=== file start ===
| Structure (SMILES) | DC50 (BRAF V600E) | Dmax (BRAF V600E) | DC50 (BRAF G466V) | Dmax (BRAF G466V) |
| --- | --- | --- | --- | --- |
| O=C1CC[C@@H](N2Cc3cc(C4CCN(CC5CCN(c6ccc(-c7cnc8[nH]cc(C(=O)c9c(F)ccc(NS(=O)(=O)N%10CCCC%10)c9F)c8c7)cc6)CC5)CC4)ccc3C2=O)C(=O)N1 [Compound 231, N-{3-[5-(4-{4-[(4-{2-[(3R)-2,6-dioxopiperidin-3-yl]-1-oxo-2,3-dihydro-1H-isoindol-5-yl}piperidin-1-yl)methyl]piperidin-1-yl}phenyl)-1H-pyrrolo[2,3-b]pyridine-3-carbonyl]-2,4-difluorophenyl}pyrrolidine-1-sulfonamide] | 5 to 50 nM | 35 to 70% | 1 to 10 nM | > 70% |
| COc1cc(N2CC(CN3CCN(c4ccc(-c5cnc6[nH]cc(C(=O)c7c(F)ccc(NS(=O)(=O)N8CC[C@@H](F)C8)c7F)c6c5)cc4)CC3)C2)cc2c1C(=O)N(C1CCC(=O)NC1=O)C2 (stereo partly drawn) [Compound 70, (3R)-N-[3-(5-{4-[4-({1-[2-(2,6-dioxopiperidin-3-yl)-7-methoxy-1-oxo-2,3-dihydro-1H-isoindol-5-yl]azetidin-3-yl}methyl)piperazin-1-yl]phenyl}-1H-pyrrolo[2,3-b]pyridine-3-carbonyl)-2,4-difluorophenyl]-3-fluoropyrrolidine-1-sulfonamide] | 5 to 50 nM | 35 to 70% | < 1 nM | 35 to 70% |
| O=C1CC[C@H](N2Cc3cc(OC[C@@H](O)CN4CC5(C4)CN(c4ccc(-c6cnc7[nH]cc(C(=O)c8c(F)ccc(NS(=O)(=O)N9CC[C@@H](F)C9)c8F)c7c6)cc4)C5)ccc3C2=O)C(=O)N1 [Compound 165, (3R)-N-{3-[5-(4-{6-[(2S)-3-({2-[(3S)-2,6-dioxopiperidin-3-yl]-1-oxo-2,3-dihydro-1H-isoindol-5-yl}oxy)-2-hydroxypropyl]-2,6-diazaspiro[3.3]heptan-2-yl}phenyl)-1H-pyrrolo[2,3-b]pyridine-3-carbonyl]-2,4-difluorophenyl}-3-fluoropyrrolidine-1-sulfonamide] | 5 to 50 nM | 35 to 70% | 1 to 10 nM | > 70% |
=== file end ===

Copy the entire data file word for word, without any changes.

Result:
| Structure (SMILES) | DC50 (BRAF V600E) | Dmax (BRAF V600E) | DC50 (BRAF G466V) | Dmax (BRAF G466V) |
| --- | --- | --- | --- | --- |
| O=C1CC[C@@H](N2Cc3cc(C4CCN(CC5CCN(c6ccc(-c7cnc8[nH]cc(C(=O)c9c(F)ccc(NS(=O)(=O)N%10CCCC%10)c9F)c8c7)cc6)CC5)CC4)ccc3C2=O)C(=O)N1 [Compound 231, N-{3-[5-(4-{4-[(4-{2-[(3R)-2,6-dioxopiperidin-3-yl]-1-oxo-2,3-dihydro-1H-isoindol-5-yl}piperidin-1-yl)methyl]piperidin-1-yl}phenyl)-1H-pyrrolo[2,3-b]pyridine-3-carbonyl]-2,4-difluorophenyl}pyrrolidine-1-sulfonamide] | 5 to 50 nM | 35 to 70% | 1 to 10 nM | > 70% |
| COc1cc(N2CC(CN3CCN(c4ccc(-c5cnc6[nH]cc(C(=O)c7c(F)ccc(NS(=O)(=O)N8CC[C@@H](F)C8)c7F)c6c5)cc4)CC3)C2)cc2c1C(=O)N(C1CCC(=O)NC1=O)C2 (stereo partly drawn) [Compound 70, (3R)-N-[3-(5-{4-[4-({1-[2-(2,6-dioxopiperidin-3-yl)-7-methoxy-1-oxo-2,3-dihydro-1H-isoindol-5-yl]azetidin-3-yl}methyl)piperazin-1-yl]phenyl}-1H-pyrrolo[2,3-b]pyridine-3-carbonyl)-2,4-difluorophenyl]-3-fluoropyrrolidine-1-sulfonamide] | 5 to 50 nM | 35 to 70% | < 1 nM | 35 to 70% |
| O=C1CC[C@H](N2Cc3cc(OC[C@@H](O)CN4CC5(C4)CN(c4ccc(-c6cnc7[nH]cc(C(=O)c8c(F)ccc(NS(=O)(=O)N9CC[C@@H](F)C9)c8F)c7c6)cc4)C5)ccc3C2=O)C(=O)N1 [Compound 165, (3R)-N-{3-[5-(4-{6-[(2S)-3-({2-[(3S)-2,6-dioxopiperidin-3-yl]-1-oxo-2,3-dihydro-1H-isoindol-5-yl}oxy)-2-hydroxypropyl]-2,6-diazaspiro[3.3]heptan-2-yl}phenyl)-1H-pyrrolo[2,3-b]pyridine-3-carbonyl]-2,4-difluorophenyl}-3-fluoropyrrolidine-1-sulfonamide] | 5 to 50 nM | 35 to 70% | 1 to 10 nM | > 70% |